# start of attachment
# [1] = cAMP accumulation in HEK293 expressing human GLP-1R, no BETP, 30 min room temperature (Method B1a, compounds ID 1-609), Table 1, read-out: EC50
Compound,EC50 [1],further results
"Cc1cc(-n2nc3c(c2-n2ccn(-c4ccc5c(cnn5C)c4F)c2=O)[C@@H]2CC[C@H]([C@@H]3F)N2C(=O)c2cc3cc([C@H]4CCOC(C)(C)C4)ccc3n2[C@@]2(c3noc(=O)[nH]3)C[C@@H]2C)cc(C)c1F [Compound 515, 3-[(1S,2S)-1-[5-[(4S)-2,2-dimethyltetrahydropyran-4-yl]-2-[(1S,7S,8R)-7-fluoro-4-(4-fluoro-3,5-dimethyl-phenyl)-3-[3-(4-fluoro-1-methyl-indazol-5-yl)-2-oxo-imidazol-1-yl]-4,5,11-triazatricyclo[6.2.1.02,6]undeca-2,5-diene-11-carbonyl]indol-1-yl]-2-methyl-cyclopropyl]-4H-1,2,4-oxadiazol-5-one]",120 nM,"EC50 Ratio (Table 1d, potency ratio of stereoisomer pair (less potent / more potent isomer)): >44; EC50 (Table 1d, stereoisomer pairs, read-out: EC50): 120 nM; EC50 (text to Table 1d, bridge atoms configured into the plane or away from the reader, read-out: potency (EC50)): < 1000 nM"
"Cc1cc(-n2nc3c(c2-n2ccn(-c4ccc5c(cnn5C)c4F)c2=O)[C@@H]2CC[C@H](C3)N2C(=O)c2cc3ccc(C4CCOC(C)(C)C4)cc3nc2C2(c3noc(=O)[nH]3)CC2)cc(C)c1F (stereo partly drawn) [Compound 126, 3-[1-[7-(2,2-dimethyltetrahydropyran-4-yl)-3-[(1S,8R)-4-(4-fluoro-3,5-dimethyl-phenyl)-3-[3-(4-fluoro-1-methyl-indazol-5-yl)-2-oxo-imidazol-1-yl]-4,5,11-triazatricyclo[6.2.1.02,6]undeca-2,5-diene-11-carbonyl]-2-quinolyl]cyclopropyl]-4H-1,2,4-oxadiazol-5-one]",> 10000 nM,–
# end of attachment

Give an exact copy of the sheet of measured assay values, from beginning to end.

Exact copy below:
# [1] = cAMP accumulation in HEK293 expressing human GLP-1R, no BETP, 30 min room temperature (Method B1a, compounds ID 1-609), Table 1, read-out: EC50
Compound,EC50 [1],further results
"Cc1cc(-n2nc3c(c2-n2ccn(-c4ccc5c(cnn5C)c4F)c2=O)[C@@H]2CC[C@H]([C@@H]3F)N2C(=O)c2cc3cc([C@H]4CCOC(C)(C)C4)ccc3n2[C@@]2(c3noc(=O)[nH]3)C[C@@H]2C)cc(C)c1F [Compound 515, 3-[(1S,2S)-1-[5-[(4S)-2,2-dimethyltetrahydropyran-4-yl]-2-[(1S,7S,8R)-7-fluoro-4-(4-fluoro-3,5-dimethyl-phenyl)-3-[3-(4-fluoro-1-methyl-indazol-5-yl)-2-oxo-imidazol-1-yl]-4,5,11-triazatricyclo[6.2.1.02,6]undeca-2,5-diene-11-carbonyl]indol-1-yl]-2-methyl-cyclopropyl]-4H-1,2,4-oxadiazol-5-one]",120 nM,"EC50 Ratio (Table 1d, potency ratio of stereoisomer pair (less potent / more potent isomer)): >44; EC50 (Table 1d, stereoisomer pairs, read-out: EC50): 120 nM; EC50 (text to Table 1d, bridge atoms configured into the plane or away from the reader, read-out: potency (EC50)): < 1000 nM"
"Cc1cc(-n2nc3c(c2-n2ccn(-c4ccc5c(cnn5C)c4F)c2=O)[C@@H]2CC[C@H](C3)N2C(=O)c2cc3ccc(C4CCOC(C)(C)C4)cc3nc2C2(c3noc(=O)[nH]3)CC2)cc(C)c1F (stereo partly drawn) [Compound 126, 3-[1-[7-(2,2-dimethyltetrahydropyran-4-yl)-3-[(1S,8R)-4-(4-fluoro-3,5-dimethyl-phenyl)-3-[3-(4-fluoro-1-methyl-indazol-5-yl)-2-oxo-imidazol-1-yl]-4,5,11-triazatricyclo[6.2.1.02,6]undeca-2,5-diene-11-carbonyl]-2-quinolyl]cyclopropyl]-4H-1,2,4-oxadiazol-5-one]",> 10000 nM,–